Thomas Middlehurst, a partner in the contentious trusts and estates team at Moore Barlow discusses the impact of the Court of Appeal decision in the Hirachand v Hirachand  case. Thomas Middlehurst represented the respondent in Hirachand.
In Hirachand v Hirachand , the Court of Appeal was concerned with a claim under the Inheritance (Provision for Family and Dependents) Act 1975 (I(PFD)A 1975) and the decision is of particular interest at a time when remote hearings are more commonplace, and the vulnerabilities of a party in the context of such a hearing may fail to be considered. Here, the appellant’s previous lack of action in the proceedings was a consideration, as was the extent to which the respondent’s solicitors sought to keep the appellant informed of the steps in the proceedings. The decision is also of note due to the approach to the respondent’s success fee, payable under a conditional fee agreement, and how ‘debts’ and ‘costs’ may be differentiated in the context of a reasonable provision claim.
Proceedings were originally brought by the respondent, who was the daughter of the deceased who died in a house fire in 2016. The deceased had left the totality of his modest estate to his wife, who was the appellant. The respondent had issued a claim as a child of the deceased under ss1(1)(c) and 1(2)(b), I(PFD)A 1975 for such financial provision as would, in all the circumstances of the case, be reasonable for her to receive for her maintenance.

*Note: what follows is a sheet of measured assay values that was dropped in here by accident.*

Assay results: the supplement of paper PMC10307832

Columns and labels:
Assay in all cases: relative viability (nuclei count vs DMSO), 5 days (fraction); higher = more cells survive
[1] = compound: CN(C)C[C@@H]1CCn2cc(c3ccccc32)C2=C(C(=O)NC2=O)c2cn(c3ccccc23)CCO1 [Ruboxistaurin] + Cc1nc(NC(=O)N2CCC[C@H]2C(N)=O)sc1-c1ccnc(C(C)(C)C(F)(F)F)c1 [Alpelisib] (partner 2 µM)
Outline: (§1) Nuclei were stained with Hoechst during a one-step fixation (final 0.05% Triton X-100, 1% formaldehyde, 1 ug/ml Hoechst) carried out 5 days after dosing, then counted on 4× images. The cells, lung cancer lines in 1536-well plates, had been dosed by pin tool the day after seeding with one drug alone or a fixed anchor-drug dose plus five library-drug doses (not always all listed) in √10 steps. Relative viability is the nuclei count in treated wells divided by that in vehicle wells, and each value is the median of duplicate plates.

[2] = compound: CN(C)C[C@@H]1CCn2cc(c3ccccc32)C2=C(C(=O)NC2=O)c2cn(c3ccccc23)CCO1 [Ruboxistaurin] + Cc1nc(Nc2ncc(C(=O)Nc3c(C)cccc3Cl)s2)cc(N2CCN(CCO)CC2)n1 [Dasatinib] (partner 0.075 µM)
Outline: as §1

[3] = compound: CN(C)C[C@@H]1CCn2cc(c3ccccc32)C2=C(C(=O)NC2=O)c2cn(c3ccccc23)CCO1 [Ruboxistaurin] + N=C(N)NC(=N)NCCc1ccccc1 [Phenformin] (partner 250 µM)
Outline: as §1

The respondent had been estranged from her parents since 2011 at her own instigation but suffered from longstanding progressive mental health problems and was of limited financial means. The appellant was in her 80s, was frail and profoundly deaf. She had cancer, was in deteriorating health and had moved into a care home following the deceased’s death, as she could no longer live independently.
Despite her health issues, the appellant had capacity to litigate and was for a substantial period of time represented. For reasons of her own, the appellant chose not to co-operate with the proceedings once issued and, notwithstanding appropriate legal advice, failed to file an acknowledgment of service on repeated occasions and was eventually automatically debarred from participating in the hearing of the claim pursuant to r8.4, Civil Procedure Rules 1998 (CPR 1998) and relying on any evidence at the hearing of the claim pursuant to r8.6, CPR 1998 pursuant to an order of Lieven J.